The Treasury Department’s statement about Kilimnik and his role in the 2016 election definitively connects dots that previous investigations did not.
This should have been the definitive information that saw Trump removed from office and charged with treason. This is what he fashioned his entire cabinet to protect him from: the knowlege that his own campaign manager gave campaign data to Russian intelligence in order for the Russians to help him steal the election.
And Trump did prevail in 2016. 

It was a blockbuster story about Russia’s return to the imperial “Great Game” in Afghanistan. The Kremlin had spread money around the longtime central Asian battlefield for militants to kill remaining U.S. forces. It sparked a massive outcry from Democrats and their #resistance amplifiers about the treasonous Russian puppet in the White House whose admiration for Vladimir Putin had endangered American troops.

But on Thursday, the Biden administration announced that U.S. intelligence only had “low to moderate” confidence in the story after all. Translated from the jargon of spyworld, that means the intelligence agencies have found the story is, at best, unproven—and possibly untrue.

“The United States intelligence community assesses with low to moderate confidence that Russian intelligence officers sought to encourage Taliban attacks on U.S. and coalition personnel in Afghanistan in 2019 and perhaps earlier,” a senior administration official said.

“This information puts a burden on the Russian government to explain its actions and take steps to address this disturbing pattern of behavior,” the official said, indicating that Biden is unprepared to walk the story back fully.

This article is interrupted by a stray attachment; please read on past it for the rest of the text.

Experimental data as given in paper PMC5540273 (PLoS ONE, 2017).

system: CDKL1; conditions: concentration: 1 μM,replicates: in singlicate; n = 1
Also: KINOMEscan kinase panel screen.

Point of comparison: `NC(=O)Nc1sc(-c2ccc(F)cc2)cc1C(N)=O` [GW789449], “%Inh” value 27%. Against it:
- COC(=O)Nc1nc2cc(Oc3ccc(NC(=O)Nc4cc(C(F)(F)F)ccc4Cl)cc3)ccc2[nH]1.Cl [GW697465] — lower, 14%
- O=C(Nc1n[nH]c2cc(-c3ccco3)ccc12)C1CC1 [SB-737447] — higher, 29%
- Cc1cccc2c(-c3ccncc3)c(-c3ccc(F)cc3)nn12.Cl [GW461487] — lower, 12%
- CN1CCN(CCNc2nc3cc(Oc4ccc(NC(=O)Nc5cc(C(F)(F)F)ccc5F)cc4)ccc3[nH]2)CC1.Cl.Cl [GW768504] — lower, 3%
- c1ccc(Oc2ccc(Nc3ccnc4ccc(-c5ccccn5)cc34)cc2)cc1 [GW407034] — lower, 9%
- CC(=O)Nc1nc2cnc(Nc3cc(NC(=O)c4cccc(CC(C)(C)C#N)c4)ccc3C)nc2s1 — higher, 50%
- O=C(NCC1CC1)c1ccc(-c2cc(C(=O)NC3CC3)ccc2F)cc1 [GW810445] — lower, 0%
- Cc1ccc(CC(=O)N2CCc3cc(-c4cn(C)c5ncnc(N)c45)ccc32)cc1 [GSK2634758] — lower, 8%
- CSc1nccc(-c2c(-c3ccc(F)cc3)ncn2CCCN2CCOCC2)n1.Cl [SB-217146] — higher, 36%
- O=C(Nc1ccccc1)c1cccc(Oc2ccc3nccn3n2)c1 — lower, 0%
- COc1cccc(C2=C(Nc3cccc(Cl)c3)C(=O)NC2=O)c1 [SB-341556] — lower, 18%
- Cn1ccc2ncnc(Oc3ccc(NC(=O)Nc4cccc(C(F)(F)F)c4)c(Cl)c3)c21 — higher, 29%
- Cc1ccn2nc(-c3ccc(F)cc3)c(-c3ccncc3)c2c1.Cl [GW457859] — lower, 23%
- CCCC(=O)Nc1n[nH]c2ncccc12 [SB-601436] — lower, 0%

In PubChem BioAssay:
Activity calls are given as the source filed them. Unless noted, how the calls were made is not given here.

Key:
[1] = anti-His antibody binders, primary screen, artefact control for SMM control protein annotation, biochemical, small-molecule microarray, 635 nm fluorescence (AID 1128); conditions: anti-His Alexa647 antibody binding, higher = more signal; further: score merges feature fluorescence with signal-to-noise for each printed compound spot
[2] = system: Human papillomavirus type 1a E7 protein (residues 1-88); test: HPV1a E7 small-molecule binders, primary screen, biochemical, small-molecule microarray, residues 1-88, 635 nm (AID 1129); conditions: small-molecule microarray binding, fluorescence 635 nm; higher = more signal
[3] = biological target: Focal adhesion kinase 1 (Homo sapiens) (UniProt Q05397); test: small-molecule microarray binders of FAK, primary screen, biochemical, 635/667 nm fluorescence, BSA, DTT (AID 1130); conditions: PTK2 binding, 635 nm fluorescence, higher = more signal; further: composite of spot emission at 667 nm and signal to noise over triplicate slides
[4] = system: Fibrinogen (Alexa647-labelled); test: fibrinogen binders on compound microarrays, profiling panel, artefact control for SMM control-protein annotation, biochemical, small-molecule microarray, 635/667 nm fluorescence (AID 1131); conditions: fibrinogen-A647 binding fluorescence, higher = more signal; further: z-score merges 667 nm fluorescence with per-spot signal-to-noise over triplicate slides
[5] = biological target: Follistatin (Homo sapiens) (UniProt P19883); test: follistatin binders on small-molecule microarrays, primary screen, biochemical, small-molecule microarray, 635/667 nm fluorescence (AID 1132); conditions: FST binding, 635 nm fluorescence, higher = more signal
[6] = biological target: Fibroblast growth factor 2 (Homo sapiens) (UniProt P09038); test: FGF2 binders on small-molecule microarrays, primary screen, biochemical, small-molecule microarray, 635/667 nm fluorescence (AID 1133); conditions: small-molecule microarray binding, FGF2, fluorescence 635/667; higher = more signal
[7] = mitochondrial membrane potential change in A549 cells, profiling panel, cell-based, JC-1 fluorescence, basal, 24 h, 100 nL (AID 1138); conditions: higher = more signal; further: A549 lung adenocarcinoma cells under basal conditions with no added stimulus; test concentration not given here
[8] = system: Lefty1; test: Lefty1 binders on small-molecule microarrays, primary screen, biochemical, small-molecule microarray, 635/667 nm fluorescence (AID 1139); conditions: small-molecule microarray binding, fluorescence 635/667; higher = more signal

Significantly, the Biden team announced a raft of sanctions on Thursday. But those sanctions, targeting Russia’s sovereign debt market, are prompted only by Russia’s interference in the 2020 election and its alleged role in the SolarWinds cyber espionage. (In contrast, Biden administration officials said that their assessment attributing the breach of technology company SolarWinds to hackers from Russia’s Foreign Intelligence Service was “high confidence.”)

“We have noted our conclusion of the review that we conducted on the bounties issue and we have conveyed through diplomatic, intelligence, and military channels strong, direct messages on this issue, but we are not specifically tying the actions we are taking today to that matter,” a senior administration official told reporters in reference to the bounty claims.

According to the officials on Thursday’s call, the reporting about the alleged “bounties” came from “detainee reporting”–raising the specter that someone told their U.S.-aligned Afghan jailers what they thought was necessary to get out of a cage. Specifically, the official cited “information and evidence of connections to criminal agents in Afghanistan and elements of the Russian government” as sources for the intelligence community’s assessment.

Without additional corroboration, such reporting is notoriously unreliable. Detainee reporting from a man known as Ibn Shaikh al-Libi, extracted from torture, infamously and bogusly fueled a Bush administration claim, used to invade Iraq, about Saddam Hussein training al Qaeda to make poison gas.
Pay attention to those who say these stories "cancel each other out" or even that the Bountygate assessment update actually nullifies the entire Russia story.
It does not.
Trump's campaign gave information to Russian intelligence through Kilimnik.
It was collusion.
That's the story.